As the shift towards digital continues, Marketers are quickly having to embrace new technology and learn to integrate these new tools and channels into their strategy.
How does technology impact the decisions marketers make during this process? What is their attitude towards technology? What is its level of importance, perceived benefits and barriers?
These are some of the questions Adestra asked of 200 senior–level marketers from different sized companies, across a range of industries, for its Marketer vs. Machine report.
Analysis of the results uncovered three different personas.
They prefer to map out their strategies before considering the technology available. This approach potentially makes them more risk-aware and they will only look at technology they currently have to execute a job rather than investing in new tools. They typically know less about automation and are less interested in learning about it.
They love technology and love keeping up to date with the latest trends. Technology forms a central part of their strategy and is the primary consideration when planning a campaign.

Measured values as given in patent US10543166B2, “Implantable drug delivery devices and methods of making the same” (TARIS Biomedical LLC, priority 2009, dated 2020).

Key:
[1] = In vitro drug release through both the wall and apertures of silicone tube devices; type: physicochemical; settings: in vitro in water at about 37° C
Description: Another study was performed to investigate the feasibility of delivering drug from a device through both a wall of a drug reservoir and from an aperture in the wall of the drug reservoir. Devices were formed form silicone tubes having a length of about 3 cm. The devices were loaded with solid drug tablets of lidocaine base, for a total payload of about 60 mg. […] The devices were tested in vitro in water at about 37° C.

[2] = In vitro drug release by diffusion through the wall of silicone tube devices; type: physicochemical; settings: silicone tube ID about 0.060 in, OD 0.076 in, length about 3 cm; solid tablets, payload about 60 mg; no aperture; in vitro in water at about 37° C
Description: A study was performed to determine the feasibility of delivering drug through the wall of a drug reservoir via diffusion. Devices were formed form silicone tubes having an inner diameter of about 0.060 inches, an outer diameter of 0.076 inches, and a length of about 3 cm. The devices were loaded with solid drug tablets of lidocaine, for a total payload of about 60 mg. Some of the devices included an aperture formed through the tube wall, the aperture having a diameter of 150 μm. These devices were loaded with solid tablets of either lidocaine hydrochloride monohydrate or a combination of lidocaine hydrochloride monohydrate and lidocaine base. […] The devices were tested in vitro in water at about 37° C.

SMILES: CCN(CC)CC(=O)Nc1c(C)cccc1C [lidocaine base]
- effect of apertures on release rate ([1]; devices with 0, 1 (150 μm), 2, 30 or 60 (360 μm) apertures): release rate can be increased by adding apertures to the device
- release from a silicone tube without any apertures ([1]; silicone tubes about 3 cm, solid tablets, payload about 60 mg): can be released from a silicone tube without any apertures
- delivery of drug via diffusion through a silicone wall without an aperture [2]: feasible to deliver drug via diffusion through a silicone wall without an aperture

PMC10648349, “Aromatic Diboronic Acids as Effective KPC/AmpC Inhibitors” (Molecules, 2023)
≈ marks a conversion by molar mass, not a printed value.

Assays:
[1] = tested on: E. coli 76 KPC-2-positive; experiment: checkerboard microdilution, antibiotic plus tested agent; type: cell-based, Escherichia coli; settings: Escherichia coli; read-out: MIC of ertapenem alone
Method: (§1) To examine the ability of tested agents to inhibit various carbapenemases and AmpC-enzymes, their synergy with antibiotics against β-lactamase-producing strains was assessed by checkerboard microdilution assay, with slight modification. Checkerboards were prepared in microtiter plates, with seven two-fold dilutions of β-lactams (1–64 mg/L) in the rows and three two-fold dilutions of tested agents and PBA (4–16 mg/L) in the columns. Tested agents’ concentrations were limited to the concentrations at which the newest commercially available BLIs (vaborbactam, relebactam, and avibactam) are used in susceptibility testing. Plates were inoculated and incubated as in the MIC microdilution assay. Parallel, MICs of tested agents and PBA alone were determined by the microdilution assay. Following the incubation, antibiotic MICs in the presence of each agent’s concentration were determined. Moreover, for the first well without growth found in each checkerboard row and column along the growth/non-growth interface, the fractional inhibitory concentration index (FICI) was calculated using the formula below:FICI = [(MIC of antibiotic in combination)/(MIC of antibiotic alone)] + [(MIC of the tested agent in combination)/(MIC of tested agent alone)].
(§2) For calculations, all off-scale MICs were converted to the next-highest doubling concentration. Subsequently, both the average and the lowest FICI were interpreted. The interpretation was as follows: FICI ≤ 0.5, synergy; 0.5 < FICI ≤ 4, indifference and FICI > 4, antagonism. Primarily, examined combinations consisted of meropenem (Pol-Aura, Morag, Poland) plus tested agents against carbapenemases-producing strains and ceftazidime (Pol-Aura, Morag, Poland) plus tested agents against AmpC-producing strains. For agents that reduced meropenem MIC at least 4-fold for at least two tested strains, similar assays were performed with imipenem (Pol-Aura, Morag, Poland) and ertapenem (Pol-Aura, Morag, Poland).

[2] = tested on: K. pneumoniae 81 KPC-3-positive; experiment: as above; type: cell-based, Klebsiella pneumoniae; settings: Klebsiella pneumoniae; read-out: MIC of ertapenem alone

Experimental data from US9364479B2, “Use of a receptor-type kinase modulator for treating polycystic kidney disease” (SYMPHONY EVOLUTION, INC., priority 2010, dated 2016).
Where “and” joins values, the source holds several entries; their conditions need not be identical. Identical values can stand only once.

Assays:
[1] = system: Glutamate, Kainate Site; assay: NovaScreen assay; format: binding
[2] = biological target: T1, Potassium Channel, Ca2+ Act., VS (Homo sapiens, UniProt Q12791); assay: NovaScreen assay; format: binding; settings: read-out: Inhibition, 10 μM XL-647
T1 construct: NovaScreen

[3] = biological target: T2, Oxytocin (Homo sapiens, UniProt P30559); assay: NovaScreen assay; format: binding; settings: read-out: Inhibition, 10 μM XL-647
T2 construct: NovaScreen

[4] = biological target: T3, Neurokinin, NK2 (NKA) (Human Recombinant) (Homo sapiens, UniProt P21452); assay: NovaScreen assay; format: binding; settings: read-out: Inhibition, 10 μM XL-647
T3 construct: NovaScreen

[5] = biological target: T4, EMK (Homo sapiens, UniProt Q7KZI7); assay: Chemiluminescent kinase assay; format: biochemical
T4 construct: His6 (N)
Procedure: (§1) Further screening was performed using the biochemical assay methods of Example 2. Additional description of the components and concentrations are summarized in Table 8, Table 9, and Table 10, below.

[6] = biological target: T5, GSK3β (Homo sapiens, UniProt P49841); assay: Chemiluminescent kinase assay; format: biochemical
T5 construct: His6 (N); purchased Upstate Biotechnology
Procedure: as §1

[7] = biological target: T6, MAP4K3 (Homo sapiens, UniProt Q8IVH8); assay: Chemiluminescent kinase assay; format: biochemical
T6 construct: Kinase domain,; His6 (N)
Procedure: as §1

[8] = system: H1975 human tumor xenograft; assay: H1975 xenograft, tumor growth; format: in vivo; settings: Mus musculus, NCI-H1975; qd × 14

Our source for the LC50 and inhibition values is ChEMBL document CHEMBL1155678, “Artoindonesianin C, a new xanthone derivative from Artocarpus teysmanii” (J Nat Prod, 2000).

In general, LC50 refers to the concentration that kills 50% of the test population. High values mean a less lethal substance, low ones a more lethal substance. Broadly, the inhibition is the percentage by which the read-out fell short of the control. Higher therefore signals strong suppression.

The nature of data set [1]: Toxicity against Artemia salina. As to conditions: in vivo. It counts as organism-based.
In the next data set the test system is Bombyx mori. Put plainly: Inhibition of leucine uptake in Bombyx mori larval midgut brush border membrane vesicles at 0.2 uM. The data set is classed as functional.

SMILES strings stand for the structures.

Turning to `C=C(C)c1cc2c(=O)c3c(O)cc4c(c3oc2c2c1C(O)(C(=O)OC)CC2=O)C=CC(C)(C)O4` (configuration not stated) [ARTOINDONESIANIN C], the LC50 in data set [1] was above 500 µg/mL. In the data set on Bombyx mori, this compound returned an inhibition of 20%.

They embrace technology, but are unlikely to be as aware of updates in the market as ‘revolutionists’. They often take the middle ground with strategy development and base decisions around strategy or technology on a case-by-case basis. They show interest in automation and generally grasp its benefits.
Attitudes towards technology
As you can see from the table below, as many as 94% of Technology Reformists say they rely on technology but don’t live their lives by it, leaving just 6% in the ‘I love technology’ camp.
Surprisingly it’s within the Hybrid Technologists where we find the 1% of technophobes.
Level of technology’s importance in the marketing mix
12% of technology reformists believe technology is not important in their company’s marketing mix, whereas 100% of technology revolutionists think it is massively important and the driver of all other elements.
The perceived benefits of automation
74% of marketers believe automation saves time, unfortunately the problem with this is that this common belief is unfounded. Implementing automated technology can require significant resources in order to produce results.
Despite recognising the benefits, the respondents also acknowledge that there are potential barriers to implementing automated technologies. The biggest barriers are: data integration (34%), technology shortfall (26%) and a lack of skills or experience (18%).
For more information, download the report from Adestra (registration required).
For a beginner’s guide to marketing automation, check out What is marketing automation and why do you need it? and also these six case studies and an infographic on how automation improves sales and revenue.